The barreled action with the straight flutes and Timney trigger slid right in to the tan stock, and everything worked perfectly. The action with the helically fluted barrel and Kidd trigger wouldn't quite fit into the green stock, but a quick application of fine sandpaper around the trigger guard fixed that problem.
I used a Kidd scope base and Warne rings on my green gun and a factory base and Weaver-style rings on my son's tan gun. I mounted Nikon Monarch 2-8X 32mm scopes on both. Friend James Jeffrey suggested adding a little OD green Cerakote to the tan-stocked rifle to give it a dif
ferent look. He'd bought a bunch from Brownells for another project and was kind enough to use some to coat the action, scope base, rings and barrel flutes for a cool, corrosion-resistant look.
Read How to Coat an Action
My first outing was a quick trip to the police range to ensure everything worked properly and to get the scopes close so I could get right into my accuracy testing later. From a solid kneeling position with CCI's Green Tag ammunition, I got the scopes pretty much dialed in and got a good feeling about things to come — -every group was as tight as I am capable of shooting from kneeling.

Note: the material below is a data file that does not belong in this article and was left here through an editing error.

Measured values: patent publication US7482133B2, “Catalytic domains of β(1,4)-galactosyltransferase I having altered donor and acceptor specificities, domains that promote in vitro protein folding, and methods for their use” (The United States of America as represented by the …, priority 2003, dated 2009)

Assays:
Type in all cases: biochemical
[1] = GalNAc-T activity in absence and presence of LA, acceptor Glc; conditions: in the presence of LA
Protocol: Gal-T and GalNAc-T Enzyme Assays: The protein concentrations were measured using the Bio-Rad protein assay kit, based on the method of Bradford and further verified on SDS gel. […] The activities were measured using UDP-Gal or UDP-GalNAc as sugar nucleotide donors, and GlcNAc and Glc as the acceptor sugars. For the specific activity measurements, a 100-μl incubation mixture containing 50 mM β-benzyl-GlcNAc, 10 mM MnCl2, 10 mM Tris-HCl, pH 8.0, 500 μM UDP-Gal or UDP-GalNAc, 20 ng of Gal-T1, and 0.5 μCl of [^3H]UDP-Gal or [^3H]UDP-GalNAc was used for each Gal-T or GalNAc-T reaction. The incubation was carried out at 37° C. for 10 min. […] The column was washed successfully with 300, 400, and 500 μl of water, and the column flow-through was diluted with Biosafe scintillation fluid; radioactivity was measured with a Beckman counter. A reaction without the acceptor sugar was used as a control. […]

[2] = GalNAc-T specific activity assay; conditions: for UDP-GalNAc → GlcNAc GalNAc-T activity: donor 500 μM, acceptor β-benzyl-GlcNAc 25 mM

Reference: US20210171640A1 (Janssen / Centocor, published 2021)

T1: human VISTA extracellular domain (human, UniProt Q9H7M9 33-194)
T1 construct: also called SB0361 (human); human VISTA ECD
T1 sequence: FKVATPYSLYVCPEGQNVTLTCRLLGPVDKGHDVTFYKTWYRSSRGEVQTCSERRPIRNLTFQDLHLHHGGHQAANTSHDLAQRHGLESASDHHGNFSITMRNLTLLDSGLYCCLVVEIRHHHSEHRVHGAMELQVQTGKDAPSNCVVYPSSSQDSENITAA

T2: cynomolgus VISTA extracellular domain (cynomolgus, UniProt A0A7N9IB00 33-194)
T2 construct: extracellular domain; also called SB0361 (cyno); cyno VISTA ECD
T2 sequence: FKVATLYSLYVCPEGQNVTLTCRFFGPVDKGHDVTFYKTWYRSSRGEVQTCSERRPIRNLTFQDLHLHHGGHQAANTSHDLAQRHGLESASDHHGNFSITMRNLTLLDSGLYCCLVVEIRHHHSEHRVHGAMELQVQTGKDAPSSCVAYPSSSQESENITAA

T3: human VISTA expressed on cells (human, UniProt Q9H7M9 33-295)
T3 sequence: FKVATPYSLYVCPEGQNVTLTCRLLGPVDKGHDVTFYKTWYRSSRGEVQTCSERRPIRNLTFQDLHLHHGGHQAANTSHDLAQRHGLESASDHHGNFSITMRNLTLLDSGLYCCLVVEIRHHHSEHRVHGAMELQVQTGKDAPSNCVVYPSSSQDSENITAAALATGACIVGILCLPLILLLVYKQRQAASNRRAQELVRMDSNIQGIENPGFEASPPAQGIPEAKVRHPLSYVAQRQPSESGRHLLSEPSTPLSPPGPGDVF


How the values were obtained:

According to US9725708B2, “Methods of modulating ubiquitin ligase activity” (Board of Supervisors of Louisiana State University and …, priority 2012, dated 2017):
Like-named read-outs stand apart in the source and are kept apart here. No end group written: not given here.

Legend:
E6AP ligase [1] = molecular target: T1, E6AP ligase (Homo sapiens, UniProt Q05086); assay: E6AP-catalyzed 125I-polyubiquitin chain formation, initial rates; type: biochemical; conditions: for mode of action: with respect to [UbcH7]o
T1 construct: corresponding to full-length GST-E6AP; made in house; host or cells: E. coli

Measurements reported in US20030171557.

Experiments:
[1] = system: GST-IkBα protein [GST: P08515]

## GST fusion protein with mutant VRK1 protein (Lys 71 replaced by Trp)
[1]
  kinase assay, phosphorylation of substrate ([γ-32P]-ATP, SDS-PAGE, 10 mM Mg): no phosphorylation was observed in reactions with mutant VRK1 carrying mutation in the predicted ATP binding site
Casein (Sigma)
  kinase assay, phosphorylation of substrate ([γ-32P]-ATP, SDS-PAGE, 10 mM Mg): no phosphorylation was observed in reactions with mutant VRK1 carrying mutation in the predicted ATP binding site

With the scopes dialed in, I loaded up five, 10-round magazines of assorted loads from CCI, Federal, Wolf and Winchester and ran 50 rounds through each gun as fast as I could press their triggers. Both rifles ran without a hiccup. As I shot the guns, I couldn't help but notice how incredibly comfortable the TactiCool stock was and how perfectly it aligned my eye with the scope. I was also blown away at how fast I could fire the guns with the new triggers. The Kidd trigger was particularly impressive.
After I cleaned the rifles, I returned to the range a few days later for some 50-yard accuracy work. Once again, both rifles were impressive. My son's tan rifle shot several sub-half-inch groups with Wolf Match and, incredibly, Winchester's bargain-priced Wildcat load. My green gun also shot very well, producing sub-half-inch groups with Wolf Match and CCI's 36-grain Mini-Mag hollowpoint, an excellent small-game load. I also shot several sub-quarter-inch groups with Federal's Ultra Match load. I was, as you can imagine, quite thrilled with the accuracy of both my home-built rimfires.
There are more parts and accessories for the 10/22 than I could ever possibly test. The ones I tried simply caught my eye. Fortunately, they all came together to make a pair of sexy, super-accurate rimfire trainers my son and I will get a lot of use out of in the coming years.